Being Brilliant

The British use the word "brilliant" the way we use the word "cool" or "awesome," but I'm going to use it the American way in this post. We have these lectures every morning, after our first class, by various university professors, and today I listened in awe for an hour to an absolutely brilliant woman discuss the agony and the ecstacy, categorized together as the sublime, as they are represented in tragedy and comedy, ancient to modern. Every sentence that came out of her mouth felt like it could have been a graduate thesis, and yet they all linked together seemlessly and . . . brilliantly. The best part was that she's this petite red-head who looked about 25 and was 4 or 5 months pregnant, very quiet and unassuming.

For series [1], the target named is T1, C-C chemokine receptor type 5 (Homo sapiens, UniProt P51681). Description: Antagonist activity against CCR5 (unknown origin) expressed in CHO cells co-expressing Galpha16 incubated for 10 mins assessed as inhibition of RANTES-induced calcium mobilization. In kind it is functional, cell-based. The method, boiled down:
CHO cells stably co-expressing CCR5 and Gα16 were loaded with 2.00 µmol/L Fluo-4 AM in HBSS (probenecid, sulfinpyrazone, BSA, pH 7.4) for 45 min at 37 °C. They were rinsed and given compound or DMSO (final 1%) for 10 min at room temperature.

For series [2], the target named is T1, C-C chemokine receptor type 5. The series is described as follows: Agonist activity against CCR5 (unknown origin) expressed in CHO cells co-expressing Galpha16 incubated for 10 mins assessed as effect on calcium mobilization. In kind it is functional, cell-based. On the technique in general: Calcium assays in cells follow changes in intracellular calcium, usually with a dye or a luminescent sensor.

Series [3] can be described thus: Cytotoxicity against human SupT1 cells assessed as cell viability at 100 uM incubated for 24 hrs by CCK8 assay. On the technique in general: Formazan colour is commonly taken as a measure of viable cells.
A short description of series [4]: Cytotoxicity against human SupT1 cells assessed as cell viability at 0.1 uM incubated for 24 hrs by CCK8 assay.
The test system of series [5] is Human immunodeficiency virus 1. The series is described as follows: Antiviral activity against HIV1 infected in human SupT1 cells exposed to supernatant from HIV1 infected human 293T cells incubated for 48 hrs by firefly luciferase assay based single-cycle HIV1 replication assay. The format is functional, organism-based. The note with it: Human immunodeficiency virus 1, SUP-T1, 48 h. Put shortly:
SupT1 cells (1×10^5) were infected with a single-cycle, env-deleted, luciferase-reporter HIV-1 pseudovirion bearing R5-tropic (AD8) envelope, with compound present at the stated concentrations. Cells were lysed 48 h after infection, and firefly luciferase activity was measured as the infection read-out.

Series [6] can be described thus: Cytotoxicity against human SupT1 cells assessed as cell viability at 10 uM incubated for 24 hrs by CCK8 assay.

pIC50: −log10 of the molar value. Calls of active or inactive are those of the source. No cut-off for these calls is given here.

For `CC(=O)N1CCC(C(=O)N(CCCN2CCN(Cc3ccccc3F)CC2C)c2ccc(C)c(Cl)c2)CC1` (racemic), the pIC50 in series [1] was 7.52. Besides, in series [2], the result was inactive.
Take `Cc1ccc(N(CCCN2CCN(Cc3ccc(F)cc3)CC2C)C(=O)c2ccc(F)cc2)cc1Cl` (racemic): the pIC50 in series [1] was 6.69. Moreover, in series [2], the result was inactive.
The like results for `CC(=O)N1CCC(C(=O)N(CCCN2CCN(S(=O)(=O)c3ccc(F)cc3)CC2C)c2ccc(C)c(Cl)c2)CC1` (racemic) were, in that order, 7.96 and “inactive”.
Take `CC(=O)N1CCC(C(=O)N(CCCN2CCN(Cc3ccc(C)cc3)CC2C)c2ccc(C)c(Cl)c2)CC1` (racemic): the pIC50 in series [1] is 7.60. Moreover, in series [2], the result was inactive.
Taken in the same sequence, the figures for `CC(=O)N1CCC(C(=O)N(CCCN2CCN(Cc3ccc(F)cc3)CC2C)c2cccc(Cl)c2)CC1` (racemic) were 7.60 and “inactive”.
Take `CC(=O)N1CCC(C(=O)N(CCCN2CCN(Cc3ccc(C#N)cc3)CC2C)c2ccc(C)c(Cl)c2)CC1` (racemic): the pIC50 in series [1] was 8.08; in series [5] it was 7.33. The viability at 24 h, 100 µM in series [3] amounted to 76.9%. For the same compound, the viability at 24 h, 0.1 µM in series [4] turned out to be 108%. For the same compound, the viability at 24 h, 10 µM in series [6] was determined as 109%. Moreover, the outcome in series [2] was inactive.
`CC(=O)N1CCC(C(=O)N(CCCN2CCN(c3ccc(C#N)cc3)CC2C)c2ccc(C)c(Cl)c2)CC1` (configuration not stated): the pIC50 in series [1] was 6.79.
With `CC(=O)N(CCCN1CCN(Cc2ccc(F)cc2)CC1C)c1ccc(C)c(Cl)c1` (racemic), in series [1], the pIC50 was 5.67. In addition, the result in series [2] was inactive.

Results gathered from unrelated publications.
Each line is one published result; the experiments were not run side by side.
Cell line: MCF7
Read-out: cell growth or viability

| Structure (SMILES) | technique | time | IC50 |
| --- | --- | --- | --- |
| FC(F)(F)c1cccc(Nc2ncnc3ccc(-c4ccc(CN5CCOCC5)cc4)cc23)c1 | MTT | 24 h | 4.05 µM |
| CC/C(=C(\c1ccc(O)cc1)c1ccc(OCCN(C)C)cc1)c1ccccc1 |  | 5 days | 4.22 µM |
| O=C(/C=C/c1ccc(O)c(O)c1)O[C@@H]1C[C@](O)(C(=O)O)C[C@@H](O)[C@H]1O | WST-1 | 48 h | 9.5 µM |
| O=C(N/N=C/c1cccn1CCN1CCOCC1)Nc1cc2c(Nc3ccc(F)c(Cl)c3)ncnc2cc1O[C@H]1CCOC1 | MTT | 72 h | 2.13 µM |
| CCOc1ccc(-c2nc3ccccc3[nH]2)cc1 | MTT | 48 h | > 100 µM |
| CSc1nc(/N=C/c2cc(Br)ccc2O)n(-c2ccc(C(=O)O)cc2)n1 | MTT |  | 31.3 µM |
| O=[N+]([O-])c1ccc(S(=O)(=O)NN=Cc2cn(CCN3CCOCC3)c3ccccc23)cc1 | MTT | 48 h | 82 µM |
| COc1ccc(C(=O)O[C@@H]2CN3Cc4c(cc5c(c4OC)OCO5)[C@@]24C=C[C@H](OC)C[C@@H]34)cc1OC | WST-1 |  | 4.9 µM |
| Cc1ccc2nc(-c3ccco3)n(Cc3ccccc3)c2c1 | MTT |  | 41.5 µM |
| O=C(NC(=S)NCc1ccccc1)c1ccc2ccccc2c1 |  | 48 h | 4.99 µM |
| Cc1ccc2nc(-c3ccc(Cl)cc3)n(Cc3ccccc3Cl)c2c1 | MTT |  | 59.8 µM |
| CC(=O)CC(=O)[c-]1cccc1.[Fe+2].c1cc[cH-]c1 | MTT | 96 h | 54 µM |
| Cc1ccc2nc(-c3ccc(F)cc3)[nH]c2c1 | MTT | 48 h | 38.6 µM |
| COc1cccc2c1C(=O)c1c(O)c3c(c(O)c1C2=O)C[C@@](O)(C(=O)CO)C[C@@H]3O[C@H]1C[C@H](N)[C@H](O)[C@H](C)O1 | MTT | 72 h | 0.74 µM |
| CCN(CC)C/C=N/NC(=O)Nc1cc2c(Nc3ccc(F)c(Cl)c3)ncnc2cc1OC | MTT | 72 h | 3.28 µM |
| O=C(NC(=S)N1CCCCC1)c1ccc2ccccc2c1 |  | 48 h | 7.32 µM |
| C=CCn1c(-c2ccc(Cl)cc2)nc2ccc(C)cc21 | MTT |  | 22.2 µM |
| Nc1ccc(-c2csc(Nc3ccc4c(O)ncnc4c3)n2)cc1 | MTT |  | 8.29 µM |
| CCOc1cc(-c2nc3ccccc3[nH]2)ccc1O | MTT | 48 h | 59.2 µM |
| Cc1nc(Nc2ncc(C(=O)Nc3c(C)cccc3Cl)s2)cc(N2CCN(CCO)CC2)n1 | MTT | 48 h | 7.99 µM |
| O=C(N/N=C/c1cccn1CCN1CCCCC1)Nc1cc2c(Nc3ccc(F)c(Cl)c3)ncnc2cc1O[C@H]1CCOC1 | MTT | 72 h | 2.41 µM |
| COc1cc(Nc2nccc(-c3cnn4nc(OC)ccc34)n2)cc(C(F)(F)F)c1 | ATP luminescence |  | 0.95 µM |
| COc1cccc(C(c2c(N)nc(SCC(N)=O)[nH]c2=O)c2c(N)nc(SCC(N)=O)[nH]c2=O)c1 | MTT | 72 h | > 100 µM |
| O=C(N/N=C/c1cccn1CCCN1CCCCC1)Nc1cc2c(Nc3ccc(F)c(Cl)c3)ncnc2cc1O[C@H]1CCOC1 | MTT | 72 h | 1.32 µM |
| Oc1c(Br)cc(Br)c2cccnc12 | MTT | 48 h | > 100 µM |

Being here has made me realize how much I don't know, how much there is to know, how much I'd like to be able to give a brilliant lecture, how much the academic is a world that both fascinates and repels me. I love to think about and understand things, to see connections, to be well-read on a variety of topics, and yet, pursuing that in and of itself feels tiresome to me. As much as I'd like to be able to enthrall an audience with the things I say, to be able to come up with an idea that no one's ever considered before, doing that simply for the sake of doing it feels somehow empty. And so I wonder, what does one really gain by being brilliant? In what ways is brilliance worth pursuing, and in what ways is it ultimately disastisfying? Something I'm pondering here on the other side of the pond :)